Rich Lowry, editor of the conservative National Review, said that Trump “had a certain executive bearing, and that helped.” Nevertheless, he said, “Hillary Clinton is just not good at politics. She’s not a good campaigner.” Because she’s not “a likeable woman.”
Bingo. Lowry identified the big hurdle for women, even though he didn’t see it. For a full explanation of that hurdle, let’s go to Jehmu Greene, a liberal commentator who spoke the other day on Fox News (props to Fox News for putting her on the air):
“We still live in a culture of misogyny, and we saw that in this past election, where a man who is ambitious and successful is seen as being powerful. A woman who is ambitious and successful is questioned about ‘likability.’ And that’s regardless of whether you’re seeking political leadership or corporate leadership. All women go through that … a higher standard and a double standard.”
That’s the gist of research conducted by the nonpartisan Barbara Lee Family Foundation and the Rutgers-based Center for American Women and Politics, which is expected to release a report later this month. Many voters are actually conscious of this double standard, according to the research, but still “actively participate in it.”
I’ll offer another observer. Twelve days ago at the Free Library of Philadelphia, I hosted an on-stage conversation with Anne-Marie Slaughter, a foreign policy specialist and international lawyer who has written extensively about the hurdles that still bedevil professional women. At one point I asked her whether, or to what extent, misogyny played a role in the ’16 election. She replied:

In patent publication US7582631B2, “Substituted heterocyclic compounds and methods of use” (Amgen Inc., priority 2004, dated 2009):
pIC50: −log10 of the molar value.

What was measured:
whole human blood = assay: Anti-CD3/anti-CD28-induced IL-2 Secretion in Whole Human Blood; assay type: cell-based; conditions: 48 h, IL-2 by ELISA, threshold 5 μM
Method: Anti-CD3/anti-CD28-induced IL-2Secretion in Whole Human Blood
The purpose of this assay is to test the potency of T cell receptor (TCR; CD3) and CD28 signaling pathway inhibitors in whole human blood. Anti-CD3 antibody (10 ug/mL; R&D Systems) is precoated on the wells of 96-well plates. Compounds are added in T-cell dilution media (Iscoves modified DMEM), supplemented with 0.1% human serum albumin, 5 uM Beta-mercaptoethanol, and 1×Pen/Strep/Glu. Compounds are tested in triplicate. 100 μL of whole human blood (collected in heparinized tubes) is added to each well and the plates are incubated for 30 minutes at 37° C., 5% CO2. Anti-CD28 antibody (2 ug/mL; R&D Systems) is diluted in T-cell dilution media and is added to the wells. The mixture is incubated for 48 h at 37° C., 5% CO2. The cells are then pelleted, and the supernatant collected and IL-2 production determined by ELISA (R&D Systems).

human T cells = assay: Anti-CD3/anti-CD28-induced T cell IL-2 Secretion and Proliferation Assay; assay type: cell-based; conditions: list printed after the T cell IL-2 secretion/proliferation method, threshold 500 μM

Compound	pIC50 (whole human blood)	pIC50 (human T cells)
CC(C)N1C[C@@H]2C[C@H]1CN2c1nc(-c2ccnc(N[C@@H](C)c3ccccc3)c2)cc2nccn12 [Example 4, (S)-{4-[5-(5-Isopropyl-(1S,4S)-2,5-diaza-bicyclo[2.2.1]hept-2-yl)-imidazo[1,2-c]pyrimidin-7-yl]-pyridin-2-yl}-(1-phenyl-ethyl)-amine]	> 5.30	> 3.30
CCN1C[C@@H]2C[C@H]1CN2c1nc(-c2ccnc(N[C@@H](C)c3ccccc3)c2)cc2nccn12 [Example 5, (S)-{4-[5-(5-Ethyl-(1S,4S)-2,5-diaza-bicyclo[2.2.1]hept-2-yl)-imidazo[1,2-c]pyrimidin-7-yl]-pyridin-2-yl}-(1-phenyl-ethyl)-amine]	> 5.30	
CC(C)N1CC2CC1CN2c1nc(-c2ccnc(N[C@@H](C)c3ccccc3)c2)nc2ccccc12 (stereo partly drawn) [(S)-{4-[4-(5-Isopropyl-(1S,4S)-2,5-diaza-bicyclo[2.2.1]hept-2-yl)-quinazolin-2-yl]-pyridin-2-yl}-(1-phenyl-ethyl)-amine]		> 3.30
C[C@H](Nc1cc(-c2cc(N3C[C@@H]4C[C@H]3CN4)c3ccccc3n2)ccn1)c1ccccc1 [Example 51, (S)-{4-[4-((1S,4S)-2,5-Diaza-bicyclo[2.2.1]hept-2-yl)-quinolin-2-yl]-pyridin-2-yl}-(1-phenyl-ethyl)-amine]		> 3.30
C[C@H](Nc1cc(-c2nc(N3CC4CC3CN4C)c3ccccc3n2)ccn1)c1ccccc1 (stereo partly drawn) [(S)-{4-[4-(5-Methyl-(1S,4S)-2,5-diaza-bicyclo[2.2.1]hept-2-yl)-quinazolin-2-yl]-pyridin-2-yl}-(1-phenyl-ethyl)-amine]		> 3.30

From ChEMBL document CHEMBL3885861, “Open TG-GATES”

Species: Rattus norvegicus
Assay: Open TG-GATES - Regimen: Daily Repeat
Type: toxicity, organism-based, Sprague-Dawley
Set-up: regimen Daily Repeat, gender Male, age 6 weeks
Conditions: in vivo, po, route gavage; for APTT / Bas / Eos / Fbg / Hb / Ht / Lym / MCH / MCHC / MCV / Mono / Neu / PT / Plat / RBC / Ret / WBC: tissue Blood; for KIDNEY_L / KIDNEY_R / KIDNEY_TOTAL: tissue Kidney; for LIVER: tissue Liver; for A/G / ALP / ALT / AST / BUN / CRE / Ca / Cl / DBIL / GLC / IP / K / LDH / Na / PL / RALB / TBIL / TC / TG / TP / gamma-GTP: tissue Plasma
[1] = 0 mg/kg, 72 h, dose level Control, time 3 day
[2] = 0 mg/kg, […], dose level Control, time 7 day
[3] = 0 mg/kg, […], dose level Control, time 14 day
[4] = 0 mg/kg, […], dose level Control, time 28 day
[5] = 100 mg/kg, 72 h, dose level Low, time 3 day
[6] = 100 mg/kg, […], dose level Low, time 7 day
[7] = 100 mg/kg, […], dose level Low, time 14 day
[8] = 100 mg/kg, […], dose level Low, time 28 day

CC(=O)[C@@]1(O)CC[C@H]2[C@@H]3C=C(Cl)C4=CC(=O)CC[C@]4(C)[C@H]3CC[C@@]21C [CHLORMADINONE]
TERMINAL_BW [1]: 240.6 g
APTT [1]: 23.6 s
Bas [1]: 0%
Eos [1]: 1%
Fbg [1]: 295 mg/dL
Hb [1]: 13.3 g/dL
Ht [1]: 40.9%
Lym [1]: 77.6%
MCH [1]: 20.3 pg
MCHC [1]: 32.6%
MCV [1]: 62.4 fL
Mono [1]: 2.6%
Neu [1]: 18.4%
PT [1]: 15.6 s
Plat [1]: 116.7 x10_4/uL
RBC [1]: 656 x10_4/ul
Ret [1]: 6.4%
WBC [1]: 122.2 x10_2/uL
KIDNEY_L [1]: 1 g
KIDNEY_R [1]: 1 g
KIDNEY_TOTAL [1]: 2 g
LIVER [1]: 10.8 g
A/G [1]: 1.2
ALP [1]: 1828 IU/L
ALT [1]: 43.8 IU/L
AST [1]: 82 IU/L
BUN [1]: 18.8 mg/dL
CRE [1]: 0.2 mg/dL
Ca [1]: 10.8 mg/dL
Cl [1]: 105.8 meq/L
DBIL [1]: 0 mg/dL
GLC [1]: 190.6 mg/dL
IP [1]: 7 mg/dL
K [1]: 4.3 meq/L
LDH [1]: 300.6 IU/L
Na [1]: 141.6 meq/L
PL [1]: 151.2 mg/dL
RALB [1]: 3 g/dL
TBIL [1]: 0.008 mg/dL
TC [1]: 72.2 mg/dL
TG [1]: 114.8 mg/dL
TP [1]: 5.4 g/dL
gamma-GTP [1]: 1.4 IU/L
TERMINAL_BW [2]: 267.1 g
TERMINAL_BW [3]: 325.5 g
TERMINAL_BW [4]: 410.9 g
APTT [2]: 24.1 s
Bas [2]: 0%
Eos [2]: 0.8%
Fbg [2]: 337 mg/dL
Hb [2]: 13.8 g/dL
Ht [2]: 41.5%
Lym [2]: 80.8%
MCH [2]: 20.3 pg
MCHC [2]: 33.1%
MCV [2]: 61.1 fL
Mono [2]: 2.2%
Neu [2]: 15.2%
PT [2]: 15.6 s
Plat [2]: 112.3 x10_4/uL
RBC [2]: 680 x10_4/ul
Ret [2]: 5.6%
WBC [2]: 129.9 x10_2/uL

“Misogyny means hatred of women, and I think that’s too strong. There are plenty of men and women who don’t hate women, but who are still deeply uncomfortable with the idea of a woman in power. What’s very telling was the number of people I know who said, ‘I’m absolutely ready for a woman president — just not this woman.’ Well, any woman in this audience who has seen a woman not get promoted, that is always the story [from male superiors]: ‘I love women — just not that one.’ This one or that one has ‘sharp elbows.’ That is subconscious bias. The people who do it — women as well as men — are not consciously biased against [powerful] women, they believe what they say, which is ‘Of course, I’m all for women.’ But they can’t quite get over the hurdle when presented with [a specific] woman.
“If Hillary Clinton had spoken like Bernie Sanders — he spoke in one [loud, bellowing] register — can you imagine if she had shrieked her way through the primaries? Time and again, you would see the double standard, where men got away with things that she was called on. She was not a perfect candidate, and she inflicted wounds to herself, I recognize that. But given the number of people who claimed they were ‘ready’ for a woman — no, I’m not convinced they were.”
Clinton, on stage last Thursday, offered this advice to young female political aspirants: “Toughen up your skin.” Actually, they’ll need to toughen up and be likeable, too. I do believe that someone some day will successfully walk that line. After all, even Hillary Clinton in 2016 got more votes than any white man in American history.